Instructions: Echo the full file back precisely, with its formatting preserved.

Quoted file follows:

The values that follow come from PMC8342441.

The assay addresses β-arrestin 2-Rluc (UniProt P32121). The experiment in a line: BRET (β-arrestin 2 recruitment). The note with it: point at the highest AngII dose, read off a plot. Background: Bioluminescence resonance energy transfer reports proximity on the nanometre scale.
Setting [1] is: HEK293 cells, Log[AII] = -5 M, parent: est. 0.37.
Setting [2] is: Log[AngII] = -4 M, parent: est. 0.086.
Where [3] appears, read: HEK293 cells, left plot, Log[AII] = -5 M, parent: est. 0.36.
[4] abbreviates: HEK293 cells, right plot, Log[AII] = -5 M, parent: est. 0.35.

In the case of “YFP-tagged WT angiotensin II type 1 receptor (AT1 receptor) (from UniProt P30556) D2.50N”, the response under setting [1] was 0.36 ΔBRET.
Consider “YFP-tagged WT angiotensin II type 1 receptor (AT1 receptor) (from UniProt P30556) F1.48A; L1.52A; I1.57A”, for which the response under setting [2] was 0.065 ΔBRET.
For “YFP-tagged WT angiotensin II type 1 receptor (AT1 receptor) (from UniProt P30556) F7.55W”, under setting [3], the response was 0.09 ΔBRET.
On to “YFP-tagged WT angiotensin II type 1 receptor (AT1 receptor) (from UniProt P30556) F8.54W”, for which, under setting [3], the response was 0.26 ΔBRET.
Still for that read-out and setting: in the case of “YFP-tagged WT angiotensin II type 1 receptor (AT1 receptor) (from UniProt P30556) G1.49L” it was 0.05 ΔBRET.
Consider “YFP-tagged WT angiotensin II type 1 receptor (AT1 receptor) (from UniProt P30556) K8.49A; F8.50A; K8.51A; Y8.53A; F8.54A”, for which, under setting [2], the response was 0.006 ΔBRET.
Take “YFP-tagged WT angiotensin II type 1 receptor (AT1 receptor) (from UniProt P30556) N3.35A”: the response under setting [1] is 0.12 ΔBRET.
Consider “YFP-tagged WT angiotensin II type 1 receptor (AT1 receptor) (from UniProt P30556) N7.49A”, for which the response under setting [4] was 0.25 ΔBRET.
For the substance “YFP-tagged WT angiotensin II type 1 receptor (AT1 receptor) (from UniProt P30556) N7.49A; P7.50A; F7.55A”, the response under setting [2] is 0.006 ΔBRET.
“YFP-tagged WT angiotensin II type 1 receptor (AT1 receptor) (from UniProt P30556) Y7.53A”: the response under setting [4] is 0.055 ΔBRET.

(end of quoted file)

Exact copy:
The values that follow come from PMC8342441.

The assay addresses β-arrestin 2-Rluc (UniProt P32121). The experiment in a line: BRET (β-arrestin 2 recruitment). The note with it: point at the highest AngII dose, read off a plot. Background: Bioluminescence resonance energy transfer reports proximity on the nanometre scale.
Setting [1] is: HEK293 cells, Log[AII] = -5 M, parent: est. 0.37.
Setting [2] is: Log[AngII] = -4 M, parent: est. 0.086.
Where [3] appears, read: HEK293 cells, left plot, Log[AII] = -5 M, parent: est. 0.36.
[4] abbreviates: HEK293 cells, right plot, Log[AII] = -5 M, parent: est. 0.35.

In the case of “YFP-tagged WT angiotensin II type 1 receptor (AT1 receptor) (from UniProt P30556) D2.50N”, the response under setting [1] was 0.36 ΔBRET.
Consider “YFP-tagged WT angiotensin II type 1 receptor (AT1 receptor) (from UniProt P30556) F1.48A; L1.52A; I1.57A”, for which the response under setting [2] was 0.065 ΔBRET.
For “YFP-tagged WT angiotensin II type 1 receptor (AT1 receptor) (from UniProt P30556) F7.55W”, under setting [3], the response was 0.09 ΔBRET.
On to “YFP-tagged WT angiotensin II type 1 receptor (AT1 receptor) (from UniProt P30556) F8.54W”, for which, under setting [3], the response was 0.26 ΔBRET.
Still for that read-out and setting: in the case of “YFP-tagged WT angiotensin II type 1 receptor (AT1 receptor) (from UniProt P30556) G1.49L” it was 0.05 ΔBRET.
Consider “YFP-tagged WT angiotensin II type 1 receptor (AT1 receptor) (from UniProt P30556) K8.49A; F8.50A; K8.51A; Y8.53A; F8.54A”, for which, under setting [2], the response was 0.006 ΔBRET.
Take “YFP-tagged WT angiotensin II type 1 receptor (AT1 receptor) (from UniProt P30556) N3.35A”: the response under setting [1] is 0.12 ΔBRET.
Consider “YFP-tagged WT angiotensin II type 1 receptor (AT1 receptor) (from UniProt P30556) N7.49A”, for which the response under setting [4] was 0.25 ΔBRET.
For the substance “YFP-tagged WT angiotensin II type 1 receptor (AT1 receptor) (from UniProt P30556) N7.49A; P7.50A; F7.55A”, the response under setting [2] is 0.006 ΔBRET.
“YFP-tagged WT angiotensin II type 1 receptor (AT1 receptor) (from UniProt P30556) Y7.53A”: the response under setting [4] is 0.055 ΔBRET.